The permaculture design process starts with a base map (done) and proceeds to a site survey, which includes such items as landform, climate, soil evaluation, existing plants and biodiversity, access, etc. David Holmgren, one of the co-originators of the permaculture concept (along with Bill Mollison) published an excellent case-study of his own site, Hepburn Permaculture Gardens: 10 Years of Sustainable Living, and therein explains that he studied how the land had been used historically before he embarked on a site survey, which relates to the situation at the time of the survey.
Where we live used to be part of a farm. Our next-door neighbours, Philippe and Maryvonne, with their children Tangui and Lisane, live in what used to be the farmhouse. Our house used to be a large wooden barn storing straw and hay bales and housing a rudimentary milking parlour and our holiday gîte, a cob and stone building, used to be a little stable. Kysinia, another neighbour, supplied some photos of how our property and land used to look at the point of sale by the retiring farmers, Roger (French, so pronounced “Ro-jh-ay”) and Denise. The land has served up many surprises: such as when we started work on the gite garden—having impatiently omitted the soil survey—and hit a concrete hard-standing almost with the first thrust of the spade (see my blog of 3rd February).
One of the next stages of our developing permaculture smallholding is the installation of a Solar tunnel, a brand of polytunnel, to extend our growing season and enable us to grow a greater variety of crops. Where to put it? We considered access, sun and shade, provision of water and what other purposes could make better use of the site, before choosing the spot. When we looked at the “historic” photos of the land (see second photo at top) it was evident that it used to be a driveway suitable for heavy agricultural vehicles and was thus likely to comprise lots of aggregate of differently sized stones but little soil. We re-considered the placement but felt that, for the reasons we’d originally chosen it, we should stick with it.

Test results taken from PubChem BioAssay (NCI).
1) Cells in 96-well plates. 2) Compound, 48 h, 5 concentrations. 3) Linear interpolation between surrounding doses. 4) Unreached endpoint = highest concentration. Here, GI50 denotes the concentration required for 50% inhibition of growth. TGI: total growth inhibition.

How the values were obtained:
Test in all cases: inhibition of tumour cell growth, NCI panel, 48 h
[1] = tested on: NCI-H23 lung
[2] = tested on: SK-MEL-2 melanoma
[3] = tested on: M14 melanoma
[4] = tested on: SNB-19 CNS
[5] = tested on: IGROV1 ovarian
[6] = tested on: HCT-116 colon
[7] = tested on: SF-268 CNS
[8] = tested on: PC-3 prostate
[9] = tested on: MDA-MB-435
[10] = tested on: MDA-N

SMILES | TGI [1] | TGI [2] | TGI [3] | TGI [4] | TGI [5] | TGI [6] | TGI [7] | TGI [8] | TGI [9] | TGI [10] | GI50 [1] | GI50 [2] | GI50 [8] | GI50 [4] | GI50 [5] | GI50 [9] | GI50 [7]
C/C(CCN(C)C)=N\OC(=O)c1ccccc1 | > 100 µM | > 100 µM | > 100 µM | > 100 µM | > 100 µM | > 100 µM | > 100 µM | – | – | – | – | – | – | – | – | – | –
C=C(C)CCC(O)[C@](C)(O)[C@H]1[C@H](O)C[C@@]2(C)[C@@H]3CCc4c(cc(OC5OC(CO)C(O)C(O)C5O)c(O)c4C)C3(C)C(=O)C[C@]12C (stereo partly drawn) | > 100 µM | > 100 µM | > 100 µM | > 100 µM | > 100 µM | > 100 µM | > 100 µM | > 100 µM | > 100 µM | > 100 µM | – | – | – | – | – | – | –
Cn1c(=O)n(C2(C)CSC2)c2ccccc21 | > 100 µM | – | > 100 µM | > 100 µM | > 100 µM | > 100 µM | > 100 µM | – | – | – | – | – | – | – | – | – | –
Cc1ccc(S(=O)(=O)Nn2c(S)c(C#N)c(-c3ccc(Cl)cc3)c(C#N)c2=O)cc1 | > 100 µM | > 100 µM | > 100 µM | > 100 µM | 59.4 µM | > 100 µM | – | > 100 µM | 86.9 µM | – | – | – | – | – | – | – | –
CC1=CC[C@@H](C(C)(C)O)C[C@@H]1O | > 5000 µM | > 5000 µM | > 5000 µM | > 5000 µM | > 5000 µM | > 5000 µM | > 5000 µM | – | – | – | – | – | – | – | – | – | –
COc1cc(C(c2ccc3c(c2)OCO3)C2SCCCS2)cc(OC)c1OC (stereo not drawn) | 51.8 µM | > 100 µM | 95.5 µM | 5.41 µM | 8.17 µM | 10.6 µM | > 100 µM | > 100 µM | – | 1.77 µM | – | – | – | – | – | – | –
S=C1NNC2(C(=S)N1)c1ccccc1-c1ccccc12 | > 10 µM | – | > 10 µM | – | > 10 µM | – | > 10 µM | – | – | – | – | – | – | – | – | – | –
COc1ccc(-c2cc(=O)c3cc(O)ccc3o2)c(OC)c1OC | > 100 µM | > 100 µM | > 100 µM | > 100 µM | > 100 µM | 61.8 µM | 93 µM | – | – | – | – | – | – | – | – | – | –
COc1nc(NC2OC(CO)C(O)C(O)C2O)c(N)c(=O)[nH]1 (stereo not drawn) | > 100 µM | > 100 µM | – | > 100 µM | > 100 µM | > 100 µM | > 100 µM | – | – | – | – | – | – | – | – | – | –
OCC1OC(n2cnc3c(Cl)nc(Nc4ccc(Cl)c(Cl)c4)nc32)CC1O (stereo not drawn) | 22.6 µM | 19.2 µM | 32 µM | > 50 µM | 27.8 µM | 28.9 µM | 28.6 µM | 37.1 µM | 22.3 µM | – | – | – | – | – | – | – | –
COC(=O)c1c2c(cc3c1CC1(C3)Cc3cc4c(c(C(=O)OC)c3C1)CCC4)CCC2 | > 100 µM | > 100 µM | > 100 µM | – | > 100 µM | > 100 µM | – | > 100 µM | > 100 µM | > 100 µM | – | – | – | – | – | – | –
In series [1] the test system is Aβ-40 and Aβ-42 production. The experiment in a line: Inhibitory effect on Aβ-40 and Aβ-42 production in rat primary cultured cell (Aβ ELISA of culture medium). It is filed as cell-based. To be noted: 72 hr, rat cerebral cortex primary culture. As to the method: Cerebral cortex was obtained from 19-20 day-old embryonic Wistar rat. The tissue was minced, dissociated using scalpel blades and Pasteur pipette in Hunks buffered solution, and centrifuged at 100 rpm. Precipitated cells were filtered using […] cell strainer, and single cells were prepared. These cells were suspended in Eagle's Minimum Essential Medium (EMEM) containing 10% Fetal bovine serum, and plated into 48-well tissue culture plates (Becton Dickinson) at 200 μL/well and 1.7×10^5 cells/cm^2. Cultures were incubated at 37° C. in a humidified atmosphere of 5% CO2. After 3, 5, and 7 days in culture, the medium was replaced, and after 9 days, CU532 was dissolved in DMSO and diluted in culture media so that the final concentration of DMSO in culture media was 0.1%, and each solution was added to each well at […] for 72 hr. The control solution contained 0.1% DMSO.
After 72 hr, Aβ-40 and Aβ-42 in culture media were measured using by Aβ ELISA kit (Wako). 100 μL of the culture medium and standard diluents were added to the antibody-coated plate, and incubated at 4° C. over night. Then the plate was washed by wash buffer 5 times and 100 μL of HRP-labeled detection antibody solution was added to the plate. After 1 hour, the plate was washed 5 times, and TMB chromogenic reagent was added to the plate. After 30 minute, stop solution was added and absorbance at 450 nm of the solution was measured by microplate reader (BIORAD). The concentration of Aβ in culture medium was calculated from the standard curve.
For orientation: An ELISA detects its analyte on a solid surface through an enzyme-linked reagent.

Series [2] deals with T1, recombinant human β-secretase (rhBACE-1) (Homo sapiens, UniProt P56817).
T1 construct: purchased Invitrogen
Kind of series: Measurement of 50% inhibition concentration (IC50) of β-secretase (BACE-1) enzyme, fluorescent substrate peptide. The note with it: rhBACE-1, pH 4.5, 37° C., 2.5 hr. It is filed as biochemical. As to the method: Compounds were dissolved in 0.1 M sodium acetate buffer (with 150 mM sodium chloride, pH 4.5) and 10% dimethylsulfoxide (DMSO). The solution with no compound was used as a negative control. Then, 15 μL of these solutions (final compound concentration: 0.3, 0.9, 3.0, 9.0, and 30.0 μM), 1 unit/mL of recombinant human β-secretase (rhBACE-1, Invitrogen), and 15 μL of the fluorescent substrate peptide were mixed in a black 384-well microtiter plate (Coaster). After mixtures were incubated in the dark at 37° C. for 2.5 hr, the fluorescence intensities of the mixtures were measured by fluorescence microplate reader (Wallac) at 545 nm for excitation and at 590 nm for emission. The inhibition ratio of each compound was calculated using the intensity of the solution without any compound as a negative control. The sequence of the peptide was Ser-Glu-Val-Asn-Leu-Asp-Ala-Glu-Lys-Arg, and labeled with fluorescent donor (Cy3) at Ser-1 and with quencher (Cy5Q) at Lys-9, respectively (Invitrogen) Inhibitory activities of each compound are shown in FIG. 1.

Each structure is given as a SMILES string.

I then spoke to Paul, our pig-farming neighbour, and asked his advice. Both he and another neighbour, the venerable Annick, remember there being a small storage building at that site, adding further layers of historical information to the photos.
We agreed that it was worth passing Paul’s plough over it, with it’s huge tines that apparently wouldn’t be damaged if they encountered large stones and lumps of concrete. This would loosen the heavy clay soil enough for me to get in their with spade and hands and pull out the worst of it and then make a decision what further to do. Once the plough had passed, it was evident that the ground was in far better condition than we’d hoped for and it appears that the hardcore and stones were laid from the now-absent building and thus the land that it actually stood on was just compacted earth.
Paul then offered to go and change the plough for the harrow and give the earth another go over, which would level out the ground and save about a weeks digging with a garden spade or two days with a borrowed rotovator. It took him less than five minutes and I think is completely compatible with permaculture principles (thank God!) in fact, David Holmgren himself justified using large earth-moving machinery at the set-up stage of his own project. What wouldn’t be so appropriate for us is to find excuses to use the diesel-powered plough on the same bit of land every year.